Northeastern Section (45th Annual) and Southeastern Section (59th Annual) Joint Meeting (13-16 March 2010)

Paper No. 6
Presentation Time: 9:45 AM


CHAUMBA, Jeff B. and RODEN, Michael F., Department of Geology, University fo Georgia, Athens, GA 30602,

Small and isolated exposures of metamorphosed mafic and ultramafic bodies are scattered in the Piedmont Province of the southern Appalachians in east central Georgia. A compilation of a map of the bodies, termed the Russell Lake Allochthon (RLA), was made by Allard and Whitney (1994) who hypothesized that they form an allochthonous sheet that was thrusted onto country rocks of the Carolina superterrane, probably during Alleghanian times. Since this work, there has been no further published work on the RLA. Rocks types of the RLA are metatroctolites, metapyroxenites, metagabbronorites and olivine metagabbronorites. Rocks such as metatroctolites display relict cumulate textures, with relict psuedomorphs after cumulate minerals such as olivine and plagioclase.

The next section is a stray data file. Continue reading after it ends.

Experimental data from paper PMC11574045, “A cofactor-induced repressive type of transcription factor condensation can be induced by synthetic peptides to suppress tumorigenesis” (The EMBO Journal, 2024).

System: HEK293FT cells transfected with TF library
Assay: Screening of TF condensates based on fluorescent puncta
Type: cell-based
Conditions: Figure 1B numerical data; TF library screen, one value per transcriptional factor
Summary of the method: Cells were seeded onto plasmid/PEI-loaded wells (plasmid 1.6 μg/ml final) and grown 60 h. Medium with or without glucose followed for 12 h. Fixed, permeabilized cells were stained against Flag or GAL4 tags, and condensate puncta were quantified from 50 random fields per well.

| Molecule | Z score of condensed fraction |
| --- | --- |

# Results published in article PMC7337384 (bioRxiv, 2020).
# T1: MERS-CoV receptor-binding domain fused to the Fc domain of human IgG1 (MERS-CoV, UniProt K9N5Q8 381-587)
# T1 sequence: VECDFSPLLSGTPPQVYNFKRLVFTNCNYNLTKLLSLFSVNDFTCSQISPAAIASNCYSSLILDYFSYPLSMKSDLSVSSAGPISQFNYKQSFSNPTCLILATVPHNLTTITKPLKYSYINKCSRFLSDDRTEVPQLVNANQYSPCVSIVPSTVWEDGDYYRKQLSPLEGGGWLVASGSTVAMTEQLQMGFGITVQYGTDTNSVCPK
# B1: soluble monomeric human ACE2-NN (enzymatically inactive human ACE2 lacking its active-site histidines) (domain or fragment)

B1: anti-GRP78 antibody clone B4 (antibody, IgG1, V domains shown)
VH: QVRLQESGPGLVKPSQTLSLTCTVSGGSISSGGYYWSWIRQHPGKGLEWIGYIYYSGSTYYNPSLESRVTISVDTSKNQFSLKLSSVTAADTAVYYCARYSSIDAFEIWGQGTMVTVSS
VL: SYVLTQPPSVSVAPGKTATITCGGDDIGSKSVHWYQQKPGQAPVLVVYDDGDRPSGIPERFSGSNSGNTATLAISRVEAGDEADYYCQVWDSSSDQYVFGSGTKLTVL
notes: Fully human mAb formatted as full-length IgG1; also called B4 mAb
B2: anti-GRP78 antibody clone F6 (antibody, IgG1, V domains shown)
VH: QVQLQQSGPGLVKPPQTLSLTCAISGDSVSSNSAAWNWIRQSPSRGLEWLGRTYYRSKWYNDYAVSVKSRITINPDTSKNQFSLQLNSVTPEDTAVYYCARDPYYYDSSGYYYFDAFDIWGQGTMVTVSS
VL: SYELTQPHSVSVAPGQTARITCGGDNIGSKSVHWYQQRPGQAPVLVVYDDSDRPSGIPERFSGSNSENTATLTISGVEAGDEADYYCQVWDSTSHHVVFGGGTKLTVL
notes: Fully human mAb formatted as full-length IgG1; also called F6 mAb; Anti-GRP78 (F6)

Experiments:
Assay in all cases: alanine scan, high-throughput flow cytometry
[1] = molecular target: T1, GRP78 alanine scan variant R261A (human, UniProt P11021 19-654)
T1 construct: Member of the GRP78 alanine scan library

Some RLA rocks have high concentrations of oxides like MgO (concentrations up to 25 wt. %) and high SiO2 contents (> 45 wt. % SiO2). On plots of MgO versus incompatible oxides like potassium, low K2O concentration of less than 0.2 wt. % occur in rocks with MgO contents of over 15 wt. % MgO, but K2O of over 0.8 wt. % occur in rocks with <15 wt. % MgO, consistent with igneous compositions. Compatible trace elements such as Ni and Cr show high concentrations of over 800 ppm and 2000 ppm, respectively, in rocks with >25 wt. % MgO contents, whereas in rocks with MgO contents of <10 wt. % MgO, these concentrations drop to below 200 ppm. Incompatible and relatively immobile trace elements such as Y are characterized by concentrations of over 17 ppm in rocks with <15 wt. % MgO, which drop to <5 ppm in samples with >30 wt. % MgO. The predominance of rocks such as metapyroxenites, metatroctolites and metagabbroic rocks, coupled with the general lack of rocks highly enriched in MgO, such as metaperidotites, points to protoliths similar to island arc intrusives and cumulates. We propose that the RLA probably represent fragments of mostly pyroxenite and gabbroic intrusive and cumulate rocks of island arc complexes, where upper volcanic sections have now been eroded away.